Richard von Weizsäcker meets Training for International Diplomats alumni

On 18 June the Federal Foreign Office hosted the annual meeting of Training for International Diplomats alumni currently based in Germany.  Former Federal President Richard von Weizsäcker was guest of honour at a discussion with more than 110 diplomats from some 80 countries.

Following words of welcome from State Secretary Peter Ammon, Denica Zheleva, one of the latest batch of alumni, chaired the discussion. Just the previous day Ms Zheleva, who is currently working in the cabinet of the Bulgarian Foreign Minister, had successfully completed the International Executive Seminar for German-speaking Diplomats.

The reception afterwards in the Federal Foreign Office atrium was an opportunity to continue the lively discussion, get together with old friends and make new acquaintances.

Overcoming the division of Germany and Europe

The first part of the 90-minute discussion focused on the events that ended the division of Germany and Europe, events in which Weizsäcker played an important part. After explaining the background to Germany’s late emergence of a nation-state, Weizsäcker described the tensions and conflicts in Europe, the two World Wars, the horrific crimes committed by the Nazi regime and finally Germany’s total defeat and ensuing division.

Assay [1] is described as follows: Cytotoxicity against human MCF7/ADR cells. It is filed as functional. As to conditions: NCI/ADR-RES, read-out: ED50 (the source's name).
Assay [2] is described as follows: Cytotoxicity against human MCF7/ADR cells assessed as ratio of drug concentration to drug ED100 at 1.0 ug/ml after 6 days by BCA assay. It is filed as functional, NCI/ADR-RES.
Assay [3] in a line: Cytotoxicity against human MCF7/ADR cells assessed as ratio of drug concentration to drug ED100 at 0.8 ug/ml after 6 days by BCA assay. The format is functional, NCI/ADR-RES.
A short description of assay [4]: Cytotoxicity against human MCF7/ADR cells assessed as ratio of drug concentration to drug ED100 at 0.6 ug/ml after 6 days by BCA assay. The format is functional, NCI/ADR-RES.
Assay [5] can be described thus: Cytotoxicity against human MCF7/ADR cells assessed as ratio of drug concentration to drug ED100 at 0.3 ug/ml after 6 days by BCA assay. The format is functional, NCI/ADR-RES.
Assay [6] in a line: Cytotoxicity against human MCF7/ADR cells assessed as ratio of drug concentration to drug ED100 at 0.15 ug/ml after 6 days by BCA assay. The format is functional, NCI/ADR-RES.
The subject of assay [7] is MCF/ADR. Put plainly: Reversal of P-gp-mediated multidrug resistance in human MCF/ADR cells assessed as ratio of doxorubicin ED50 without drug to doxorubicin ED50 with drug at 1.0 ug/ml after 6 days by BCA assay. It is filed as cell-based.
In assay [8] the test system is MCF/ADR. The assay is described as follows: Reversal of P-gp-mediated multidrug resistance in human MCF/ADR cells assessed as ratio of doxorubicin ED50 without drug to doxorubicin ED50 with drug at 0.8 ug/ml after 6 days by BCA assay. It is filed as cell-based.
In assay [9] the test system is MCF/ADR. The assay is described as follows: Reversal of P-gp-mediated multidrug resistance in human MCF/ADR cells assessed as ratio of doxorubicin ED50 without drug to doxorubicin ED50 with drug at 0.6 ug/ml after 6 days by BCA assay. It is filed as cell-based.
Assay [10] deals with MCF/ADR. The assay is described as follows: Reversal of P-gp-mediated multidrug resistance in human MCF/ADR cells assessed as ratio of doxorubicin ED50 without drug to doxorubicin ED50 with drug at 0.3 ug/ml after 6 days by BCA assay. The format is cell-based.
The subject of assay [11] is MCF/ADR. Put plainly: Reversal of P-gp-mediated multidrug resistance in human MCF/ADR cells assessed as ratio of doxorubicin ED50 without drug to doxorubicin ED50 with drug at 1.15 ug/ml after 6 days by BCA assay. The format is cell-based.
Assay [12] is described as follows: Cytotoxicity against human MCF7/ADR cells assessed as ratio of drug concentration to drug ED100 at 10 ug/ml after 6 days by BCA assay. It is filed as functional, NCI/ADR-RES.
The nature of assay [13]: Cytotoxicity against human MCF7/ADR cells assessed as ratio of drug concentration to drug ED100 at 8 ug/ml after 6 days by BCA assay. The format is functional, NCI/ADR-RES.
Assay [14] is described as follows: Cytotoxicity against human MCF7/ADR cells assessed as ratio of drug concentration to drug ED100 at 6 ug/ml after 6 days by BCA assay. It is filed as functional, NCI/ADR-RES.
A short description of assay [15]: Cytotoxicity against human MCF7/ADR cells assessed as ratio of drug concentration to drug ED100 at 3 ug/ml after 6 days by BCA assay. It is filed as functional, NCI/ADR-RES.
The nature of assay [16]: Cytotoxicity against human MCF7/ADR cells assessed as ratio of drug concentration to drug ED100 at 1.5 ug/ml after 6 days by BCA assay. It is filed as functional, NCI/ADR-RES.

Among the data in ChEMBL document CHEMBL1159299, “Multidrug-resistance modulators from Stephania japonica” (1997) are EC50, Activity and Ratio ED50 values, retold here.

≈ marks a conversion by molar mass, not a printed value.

The second part  of the discussion centred on the founding and subsequent enlargement of the European Community and its evolution into the European Union. The goal of a more integrated union had been set aside in order to admit the countries of Central and Eastern Europe as new members. It was now crucial to make progress on integration. The European Union should make its voice heard internationally and assume responsibility. European integration could also be an inspiration for  other regions. Linguistic and cultural differences were less an obstacle to integration than an incentive.

Addressing global challenges through international cooperation

Weizsäcker agreed that NATO was a product of the Cold War, although it now served a different function.

There were many problems that could only be resolved in cooperation with Russia and China. This had to be taken into consideration when deciding on the admission of new members. NATO would always remain a regional alliance.

Weizsäcker pointed out that the biggest problems today - nuclear proliferation, climate change, poverty, the financial crisis - were of a global nature. International institutions were addressing these issues but were often ineffectual. Nations had to grow together and not let national egoism divert them from this path. For that was the only way to tackle international problems effectively. In Weizsäcker’s view,  this was the challenge ahead for the younger generation.

Last updated 21.06.2010

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